“Because the same tissue coming out of the same patient will be used both for ER and for HER2 testing, we felt that it was important to reconcile and to harmonize some of the original recommendations made for HER2,” Wolff said in an interview.
Reports indicate that while HER2 testing has improved, there’s a long way to go in ER and PgR testing. As many as 20% of ER and PgR test results performed through IHC methods worldwide may yield either false positives or false negatives, chiefl y because of variations in preanalytic factors, thresholds for positivity, and interpretation criteria, the panel said (J Clin Oncol. 2010;28(16):2784-2795).
In the United States, there has been no standardized proficiency testing of IHC procedures for ER and PgR markers, although IHC became the predominant ER testng method in the 1990s.
HER2 gene amplification
HER2 protein expression
FISH ratio >2.2
or HER2 gene copy >6.0
IHC 3 (uniform intense membrane staining in >30% of invasive tumor cells)
FISH ratio <1.8 or HER2 gene copy <4.0
IHC 0 or 1
FISH ratio 1.8-2.2 or HER2 gene copy 4.0-6.0
IHC 2 (patients with uniform intense membrane staining in >10% and <30% of cells eligible for adjuvant trastuzumab trials)
Count additional cells for FISH, retest, or test with HER2 IHC
Test with assay for HER2 gene amplification
*Patients with HER2/CEP17 ratio ≥2.0 eligible for adjuvant trastuzumab trials.
FISH indicates fluorescence in situ hybridization; HER2, human epidermal growth factor receptor 2; IHC, immunohistochemistry.
1. Wolff AC, Hammond ME, Schwartz JN, et al. American Society of Clinical Oncology/College of American Pathologists guideline recommendations for human epidermal growth factor receptor 2 testing in breast cancer. J Clin Oncol. 2007;25(1):118-145.
2. Wolff AC, Hammond ME, Schwartz JN, Hayes DF. On behalf of the ASCO/CAP Panel on HER-2 Testing in Breast Cancer [correspondence]. J Clin Oncol. 2007;25(25):4021-4023. doi: 10.1200/JCO.2007.11.4363.
Studies in other countries, notably a quality assurance program in the United Kingdom, suggest significant variations and inaccurate results. An inquiry in the Canadian province of Newfoundland indicated that approximately one-third of 1023 ER tests conducted between 1997 and 2005 were scored falsely negative when compared with retested results from a central laboratory.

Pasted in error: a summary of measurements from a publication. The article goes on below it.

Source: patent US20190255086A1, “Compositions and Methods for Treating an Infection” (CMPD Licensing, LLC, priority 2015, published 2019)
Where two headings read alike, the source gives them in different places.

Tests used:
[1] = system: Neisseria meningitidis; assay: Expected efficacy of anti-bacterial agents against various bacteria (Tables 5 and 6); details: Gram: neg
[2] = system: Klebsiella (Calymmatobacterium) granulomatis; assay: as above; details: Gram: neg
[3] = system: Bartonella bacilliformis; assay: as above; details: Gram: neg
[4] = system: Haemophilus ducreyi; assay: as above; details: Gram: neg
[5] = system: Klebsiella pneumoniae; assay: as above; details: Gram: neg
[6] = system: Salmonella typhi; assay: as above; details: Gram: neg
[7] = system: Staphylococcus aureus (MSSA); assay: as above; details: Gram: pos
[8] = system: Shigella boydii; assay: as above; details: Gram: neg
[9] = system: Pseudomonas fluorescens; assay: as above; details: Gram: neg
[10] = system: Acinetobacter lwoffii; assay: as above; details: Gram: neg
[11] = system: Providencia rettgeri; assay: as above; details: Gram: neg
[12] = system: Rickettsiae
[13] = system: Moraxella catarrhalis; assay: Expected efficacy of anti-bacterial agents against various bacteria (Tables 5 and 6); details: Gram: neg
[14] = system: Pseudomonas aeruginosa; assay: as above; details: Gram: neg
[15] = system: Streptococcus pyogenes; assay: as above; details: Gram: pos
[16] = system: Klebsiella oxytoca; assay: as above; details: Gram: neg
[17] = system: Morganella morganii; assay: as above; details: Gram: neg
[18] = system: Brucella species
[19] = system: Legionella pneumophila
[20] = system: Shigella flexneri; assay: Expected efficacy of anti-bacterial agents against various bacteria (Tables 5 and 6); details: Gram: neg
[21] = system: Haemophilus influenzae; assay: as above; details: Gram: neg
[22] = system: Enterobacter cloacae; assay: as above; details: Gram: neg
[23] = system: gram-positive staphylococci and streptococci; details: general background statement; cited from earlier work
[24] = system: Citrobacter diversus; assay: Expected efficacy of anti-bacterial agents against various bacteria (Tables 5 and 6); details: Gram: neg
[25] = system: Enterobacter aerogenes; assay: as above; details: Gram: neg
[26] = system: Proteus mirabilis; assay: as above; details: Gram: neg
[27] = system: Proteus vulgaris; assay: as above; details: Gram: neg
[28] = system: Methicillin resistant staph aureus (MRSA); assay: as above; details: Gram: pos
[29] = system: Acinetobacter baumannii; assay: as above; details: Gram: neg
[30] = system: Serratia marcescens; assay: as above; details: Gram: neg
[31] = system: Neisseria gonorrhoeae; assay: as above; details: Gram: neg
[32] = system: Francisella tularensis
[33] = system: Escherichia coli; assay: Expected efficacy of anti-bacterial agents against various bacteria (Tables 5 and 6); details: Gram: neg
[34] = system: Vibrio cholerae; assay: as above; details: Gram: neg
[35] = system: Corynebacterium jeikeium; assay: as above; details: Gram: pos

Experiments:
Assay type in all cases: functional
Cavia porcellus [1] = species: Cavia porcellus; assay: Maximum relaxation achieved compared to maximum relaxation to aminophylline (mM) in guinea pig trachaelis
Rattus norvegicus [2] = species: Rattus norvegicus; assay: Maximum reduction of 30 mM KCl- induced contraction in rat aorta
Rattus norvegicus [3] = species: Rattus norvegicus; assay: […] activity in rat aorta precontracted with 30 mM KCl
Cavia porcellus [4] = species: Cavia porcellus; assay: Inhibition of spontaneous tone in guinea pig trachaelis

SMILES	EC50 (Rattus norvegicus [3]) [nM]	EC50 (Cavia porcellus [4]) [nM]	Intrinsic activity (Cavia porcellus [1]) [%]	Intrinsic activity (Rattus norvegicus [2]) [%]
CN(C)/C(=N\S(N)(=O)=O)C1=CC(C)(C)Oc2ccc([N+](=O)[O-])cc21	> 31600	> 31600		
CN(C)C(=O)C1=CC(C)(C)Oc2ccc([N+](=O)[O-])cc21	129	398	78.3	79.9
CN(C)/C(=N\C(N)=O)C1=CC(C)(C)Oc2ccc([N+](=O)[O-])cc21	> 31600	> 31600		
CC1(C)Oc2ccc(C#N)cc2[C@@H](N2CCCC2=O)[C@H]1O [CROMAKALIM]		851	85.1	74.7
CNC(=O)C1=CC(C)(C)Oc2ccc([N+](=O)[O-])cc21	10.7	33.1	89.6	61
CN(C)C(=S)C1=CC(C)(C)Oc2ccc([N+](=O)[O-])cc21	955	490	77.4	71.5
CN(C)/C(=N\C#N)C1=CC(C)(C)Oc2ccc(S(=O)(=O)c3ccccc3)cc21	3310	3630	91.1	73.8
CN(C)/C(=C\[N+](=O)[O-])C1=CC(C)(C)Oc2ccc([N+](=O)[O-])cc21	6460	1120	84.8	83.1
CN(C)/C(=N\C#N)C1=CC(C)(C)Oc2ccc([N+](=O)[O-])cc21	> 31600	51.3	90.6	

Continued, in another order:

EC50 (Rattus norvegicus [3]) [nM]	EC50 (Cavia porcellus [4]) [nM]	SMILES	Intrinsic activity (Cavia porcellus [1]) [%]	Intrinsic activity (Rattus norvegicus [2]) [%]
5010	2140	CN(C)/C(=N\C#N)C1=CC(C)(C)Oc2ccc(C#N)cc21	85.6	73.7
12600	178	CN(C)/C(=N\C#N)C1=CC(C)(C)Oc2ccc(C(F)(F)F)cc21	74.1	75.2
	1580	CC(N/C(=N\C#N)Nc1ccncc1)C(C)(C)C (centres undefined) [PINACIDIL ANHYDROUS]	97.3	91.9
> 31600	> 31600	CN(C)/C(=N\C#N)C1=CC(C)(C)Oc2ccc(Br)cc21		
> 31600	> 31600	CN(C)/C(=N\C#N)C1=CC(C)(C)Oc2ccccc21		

One key point to emerge from both panels is the optimal method for clinicians to use for collecting samples.
For HER2, the guidelines recommend that resection samples be preferentially used rather than core needle biopsies “because of the likelihood of artifacts that might confound interpretation.”
For ER and PgR testing, core needle biopsies are recommended “because of higher likelihood that the samples will be quickly fixed.”
Although the 2007 panel’s intention was to focus on improving testing accuracy, debate soon erupted over the appropriate algorithms for defining HER2- positive disease, and thus whether a patient would be a candidate for trastuzumab therapy.
Wolff said the panel was seeking simply to recommend that results be validated with IHC or FISH methodology if they fell into an equivocal category the first time the samples were tested.
In April, Wolff helped author a Clinical Notice letter that sought to clarify the issue. One figure already had been revised “to state that patients with a HER2-positive equivocal IHC test who had tumors with uniform intense membrane staining in more than 10% and less than 30% of cells were also eligible for the trastuzumab trials,” according to the notice. (published online ahead of print April 18, 2011. J Clin Oncol. doi/10.1200/JCO.2011.35.2245).
“The panel did not recommend withholding anti- HER2 treatment in those patients with an equivocal HER2 test (or tests) whose results fell within ranges that would have allowed them to be treated in the first generation of adjuvant HER2-targeted trials,” the document said.
In addition, Wolff is not recommending one test over the other. “It’s not an issue of which is the right test to do—IHC or FISH—but whether you’re doing the test right because both tests can be equally good in identifying patients who will benefit from therapy,” he said.
Exclusive interview with
Discussions over HER2 guidelines are far from settled. Wolff said the panel will be re-established and that an updated guideline likely would be released next year.
He also noted that the focus on testing would be far-reaching.
“The attention to detail will go a long way toward improving the performance of these tests,” he said. “These issues do transcend beyond breast cancer. As we have more and more targeted therapies for various diseases, we need to have assays that are as good as the treatment that we give.”